Before their breakthrough album, 2013’s Heartthrob, Calgary-born twins Tegan and Sara wore their indie credentials pretty firmly on the sleeves.
They released several albums with Neil Young’s Vapour Records, The White Stripes covered one of their songs, and they had two albums produced by ex-Death Cab For Cutie guitarist Chris Walla. With albums like 2007’s The Con, they garnered a small but dedicated following outside of their native Alberta, Canada, making waves across North America, but had arguably not quite set the world alight.
Then came Heartthrob. Arriving at a time when people were hungry for more intelligent, thoughtful pop music rather than the heavily manufactured groups of the new millennia, the record managed to straddle the line between indie and pop. Packed with 80s inspired dance tunes, it’s a huge pop record that has managed to remain respectable to their early fans and garner significant critical acclaim. It slotted in nicely with the likes of Robyn and Taylor Swift’s behemoth 1989 as a pop record that music fans weren’t afraid to say they loved. Pop is no longer a guilty pleasure, with Beyoncé, Ariana Grande and Bieber still hoovering up the love from both the mainstream press and the music world alike – which is the perfect environment for their new cut Love You To Death.
Choosing Greg Kurstin,Heartthrob, as their producer for the entire record can be seen as a mission statement of sorts. Kurstin is the man behind some of the biggest songs of the last few years, including Adele’s “Hello” and “Chandelier” by Sia (tunes that, between them, have just shy of a billion plays on Spotify), as well as albums and singles for the likes of Kelly Clarkson, Taylor Swift and Ellie Goulding. Love You To Death is Tegan and Sara’s pop moment, and they want you to know it. Alongside the album’s announcement came the launch of a merch store to rival Beyoncé’s, with t-shirts, snap-backs, a watch, and an £80 double ring set spelling out LYTD. It’s Tegan and Sara the brand, a million miles away from playing dive bars in their native Calgary.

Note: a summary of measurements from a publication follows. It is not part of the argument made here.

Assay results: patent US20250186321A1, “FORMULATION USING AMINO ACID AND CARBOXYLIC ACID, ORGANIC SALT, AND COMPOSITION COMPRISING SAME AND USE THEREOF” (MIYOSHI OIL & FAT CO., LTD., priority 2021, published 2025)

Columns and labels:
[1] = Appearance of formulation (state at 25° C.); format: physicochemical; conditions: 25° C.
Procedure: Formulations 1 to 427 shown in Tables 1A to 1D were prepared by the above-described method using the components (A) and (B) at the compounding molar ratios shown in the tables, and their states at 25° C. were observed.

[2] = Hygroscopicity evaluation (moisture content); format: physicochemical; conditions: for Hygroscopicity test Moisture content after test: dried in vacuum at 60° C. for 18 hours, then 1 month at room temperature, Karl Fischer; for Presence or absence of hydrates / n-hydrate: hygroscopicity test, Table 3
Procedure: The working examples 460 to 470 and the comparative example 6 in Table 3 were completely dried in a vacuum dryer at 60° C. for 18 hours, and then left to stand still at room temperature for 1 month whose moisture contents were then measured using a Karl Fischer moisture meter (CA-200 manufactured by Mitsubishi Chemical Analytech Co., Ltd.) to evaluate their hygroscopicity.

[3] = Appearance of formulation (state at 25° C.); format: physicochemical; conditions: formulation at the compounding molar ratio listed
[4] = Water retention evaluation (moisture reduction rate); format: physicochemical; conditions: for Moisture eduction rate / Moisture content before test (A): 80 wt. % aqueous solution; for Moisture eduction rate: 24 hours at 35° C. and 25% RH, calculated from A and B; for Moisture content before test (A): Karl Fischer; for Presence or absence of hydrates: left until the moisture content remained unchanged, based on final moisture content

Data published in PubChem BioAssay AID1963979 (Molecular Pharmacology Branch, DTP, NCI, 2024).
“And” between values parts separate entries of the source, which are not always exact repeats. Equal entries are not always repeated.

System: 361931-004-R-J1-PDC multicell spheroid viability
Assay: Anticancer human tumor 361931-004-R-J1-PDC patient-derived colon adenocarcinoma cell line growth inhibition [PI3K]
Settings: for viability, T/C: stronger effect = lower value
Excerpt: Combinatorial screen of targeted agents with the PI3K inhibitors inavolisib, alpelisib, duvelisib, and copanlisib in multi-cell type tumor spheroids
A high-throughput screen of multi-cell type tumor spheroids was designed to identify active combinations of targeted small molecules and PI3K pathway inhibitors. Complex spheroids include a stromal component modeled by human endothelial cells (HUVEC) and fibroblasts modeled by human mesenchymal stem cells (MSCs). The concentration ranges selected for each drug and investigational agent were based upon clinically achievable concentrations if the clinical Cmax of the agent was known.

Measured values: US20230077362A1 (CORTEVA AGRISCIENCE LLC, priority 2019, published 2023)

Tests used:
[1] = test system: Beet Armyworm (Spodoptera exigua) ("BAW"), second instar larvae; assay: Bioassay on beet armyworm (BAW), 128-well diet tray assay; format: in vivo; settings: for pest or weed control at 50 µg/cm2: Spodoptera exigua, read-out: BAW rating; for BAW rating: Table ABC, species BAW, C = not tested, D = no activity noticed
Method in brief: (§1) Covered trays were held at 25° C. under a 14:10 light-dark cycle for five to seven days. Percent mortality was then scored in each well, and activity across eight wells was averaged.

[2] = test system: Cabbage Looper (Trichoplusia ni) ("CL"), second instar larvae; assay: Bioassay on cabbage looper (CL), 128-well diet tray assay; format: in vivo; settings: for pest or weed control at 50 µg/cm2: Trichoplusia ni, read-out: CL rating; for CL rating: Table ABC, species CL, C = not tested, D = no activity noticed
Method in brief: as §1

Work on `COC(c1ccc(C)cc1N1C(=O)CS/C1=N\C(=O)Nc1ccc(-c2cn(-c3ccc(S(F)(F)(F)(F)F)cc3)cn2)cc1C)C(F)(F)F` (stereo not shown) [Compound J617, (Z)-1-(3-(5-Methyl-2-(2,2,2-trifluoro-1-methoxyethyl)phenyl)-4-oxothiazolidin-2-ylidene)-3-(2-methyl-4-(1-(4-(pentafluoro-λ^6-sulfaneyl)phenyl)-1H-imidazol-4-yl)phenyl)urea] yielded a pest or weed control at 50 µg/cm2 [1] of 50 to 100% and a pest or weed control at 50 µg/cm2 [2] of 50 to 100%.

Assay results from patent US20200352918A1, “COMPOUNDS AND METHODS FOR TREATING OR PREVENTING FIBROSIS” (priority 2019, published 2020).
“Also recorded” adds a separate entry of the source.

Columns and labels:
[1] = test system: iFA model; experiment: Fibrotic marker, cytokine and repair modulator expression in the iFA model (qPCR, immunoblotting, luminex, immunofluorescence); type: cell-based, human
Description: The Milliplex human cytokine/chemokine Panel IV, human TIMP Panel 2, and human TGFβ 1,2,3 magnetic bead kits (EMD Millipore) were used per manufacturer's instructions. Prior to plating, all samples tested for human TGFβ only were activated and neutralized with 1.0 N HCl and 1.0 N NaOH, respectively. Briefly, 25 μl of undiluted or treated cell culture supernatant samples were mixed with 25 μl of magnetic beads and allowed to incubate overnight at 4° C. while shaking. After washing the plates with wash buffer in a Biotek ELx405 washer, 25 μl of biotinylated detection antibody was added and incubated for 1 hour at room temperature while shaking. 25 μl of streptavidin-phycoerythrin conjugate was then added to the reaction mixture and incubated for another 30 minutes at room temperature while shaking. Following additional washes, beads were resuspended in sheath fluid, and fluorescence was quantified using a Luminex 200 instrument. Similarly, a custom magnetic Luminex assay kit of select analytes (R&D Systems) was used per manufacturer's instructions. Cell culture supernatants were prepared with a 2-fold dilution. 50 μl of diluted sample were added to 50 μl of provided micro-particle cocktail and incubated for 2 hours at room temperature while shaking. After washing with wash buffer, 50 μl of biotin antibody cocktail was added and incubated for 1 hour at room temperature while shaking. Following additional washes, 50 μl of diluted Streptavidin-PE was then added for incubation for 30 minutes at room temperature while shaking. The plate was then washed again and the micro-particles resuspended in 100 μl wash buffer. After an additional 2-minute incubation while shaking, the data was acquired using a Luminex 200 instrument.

But it’s so hard to begrudge them this flirtation with the mainstream. They’ve earned their stripes, this is their eighth studio album – an incredible feat in today’s industry – and they’ve managed that longevity through constant reinvention and adaptation. And above all of that, Love You To Death is a really, really good pop record. Any edges that remained on Heartthrob have all but vanished in the production, with the perfect discordance in their voices that characterised so much of their early material pretty much ironed out. “Stop Desire” has one of the biggest choruses of the year, with the potential to be screamed by adoring fans in arenas around the world, and “U-Turn” is all synths and that big, clapping percussion that is synonymous with today’s pop music.
Lyrically, however, A good chunk of the record deals heavily with the relationship between the two sisters, and the difficulties they’ve had over the years, with Sara stating in an interview that she felt “ashamed of how badly Tegan and I treated each other“. Piano ballad “100x” deals with the crumbling sororal relationship, with the sisters bearing their souls with lines like “It was cruel of me to do what I did to you”. Beyond their own relationship, the openly gay pair have refused to conform to any kind of gender norms on this record. Lead single “Boyfriend” is a massive pop song with a huge chorus that rhymes “friend” to the word “friend” five times in the chorus. But with lyrics like “You call me up like you want your best friend / You turn me on like you want your boyfriend / But I don't want to be your secret anymore”, they’re maintaining their own sexual and gender identity in a pop world full of hetero-normative love songs.
This album is undoubtedly going to prove incredibly important for young people who find it near impossible to relate to the love songs in the charts, and Tegan and Sara could be the perfect idols for them. They’re an important band with voices that deserve to be heard, and Love You To Death might well be the album that lifts them into the pop stratosphere.